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BuzzFeed's Reckoning

4chan celebrates journalist layoffs.

It's an age-old tale of good versus evil — downtrodden arbiters of truth rising up against the powerful corporations who spread hateful lies intended to oppress and censor them. This is the story of brave warriors, the oppressed white men of 4chan, waging battle against the seemingly unstoppable goliath that is the fake news media. Or at least that's how they see it.

This past week, over 1000 people working in media — writers, editors, etc. — were fired. HuffPost cut seven percent of its staff removing its entire opinion section. BuzzFeed cut 15 percent, wiping out all their national news writers, their health writers, most of their entertainment writers, and all but one of their L.G.B.T. writers. The technology, politics, and investigations teams have been kept in tact.

Officially, BuzzFeed claims these cuts are intended to lower costs and maintain corporate growth — BuzzFeed has decided their L.G.B.T. section, for instance, isn't as cost-effective as their technology section. But on 4chan, this is more than just layoffs. This is a long-awaited reckoning. This it the first step towards the "day of the rope."

The "day of the rope" refers to the public hanging of "race traitors." The concept was first presented in The Turner Diaries, an explicitly racist dystopian novel from 1978 about a race war that ultimately results in white nationalist rule (presented as a good thing), and has become a popular saying amongst white nationalist and alt-right circles. On 4chan, the phrase is most commonly invoked towards journalists, as journalists are seen as the greatest arbiters of liberalism, feminism, and everything else that radicalized white men in extremist bubbles view as a threat to their identities.

Naturally, BuzzFeed's and HuffPost's recent layoffs are cause for celebration on 4chan. Countless threads have sprung up on their /pol/ ("politically incorrect) board sharing tweets from fired writers and journalists, encouraging users to directly engage with them. As a result, the fired writers have been flooded with harassing messages, not just on Twitter but through e-mail and even Paypal.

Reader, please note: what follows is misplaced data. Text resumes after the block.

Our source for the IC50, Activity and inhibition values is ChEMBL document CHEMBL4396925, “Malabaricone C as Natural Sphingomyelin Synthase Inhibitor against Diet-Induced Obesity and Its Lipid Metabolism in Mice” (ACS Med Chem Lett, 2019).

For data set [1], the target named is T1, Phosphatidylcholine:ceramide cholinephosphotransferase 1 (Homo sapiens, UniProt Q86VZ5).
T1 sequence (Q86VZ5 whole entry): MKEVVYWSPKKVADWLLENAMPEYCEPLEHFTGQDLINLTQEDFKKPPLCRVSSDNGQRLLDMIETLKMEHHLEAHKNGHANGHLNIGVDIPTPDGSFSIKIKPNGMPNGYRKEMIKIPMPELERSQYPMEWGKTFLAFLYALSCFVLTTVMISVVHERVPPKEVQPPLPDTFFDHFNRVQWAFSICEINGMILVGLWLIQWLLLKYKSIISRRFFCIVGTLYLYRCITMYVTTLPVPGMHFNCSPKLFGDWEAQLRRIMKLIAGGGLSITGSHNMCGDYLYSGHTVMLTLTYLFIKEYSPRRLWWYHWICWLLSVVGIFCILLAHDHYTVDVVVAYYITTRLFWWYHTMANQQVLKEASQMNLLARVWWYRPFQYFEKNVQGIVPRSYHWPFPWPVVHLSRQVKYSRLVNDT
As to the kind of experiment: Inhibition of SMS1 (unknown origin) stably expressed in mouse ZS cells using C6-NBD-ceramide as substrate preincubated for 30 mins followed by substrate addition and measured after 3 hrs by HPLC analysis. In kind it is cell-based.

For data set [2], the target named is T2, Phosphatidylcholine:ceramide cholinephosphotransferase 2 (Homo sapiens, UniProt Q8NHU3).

Most of these messages have been mean, gloating memes. One popular refrain is "learn to code," a suggestion meant to denigrate writers' chosen career path. Alt-right darling James Woods has taken up the cause too, which seems weird considering he pursued a career in entertainment (in fairness, he did go to MIT for poli-sci, but chances are he has no idea how to code either).

Some of the messages have been far scarier, mentioning the "day of the rope," sharing pictures of hanged corpses, and even outright threatening murder. Threats like these are par for the course for many writers and journalists, but they're usually sent in response to specific articles that trigger 4chan users, as opposed to general threats sent to multiple people. Imagine losing your job through no fault of your own, as the result of financial cuts made by your employer, and waking up to an inbox flooded with death threats.

Perhaps there really is a battle between good and evil — just not the one 4channers think. Perhaps the good guys are the writers and journalist following their passions, writing about their interests, and reaching hundreds of thousands of people every day with their words. And perhaps the angry dudes coordinating harassment campaigns, sending death threats, and screeching about white supremacy are actually the bad guys — extremists who nobody takes seriously, trapped in their own bubble, pretending they have impact by screaming into a void.

Then again, maybe us writers are screaming into our own voids too — ours just happen to have more reach.

Dan Kahan is a writer & screenwriter from Brooklyn, usually rocking a man bun. Find more at

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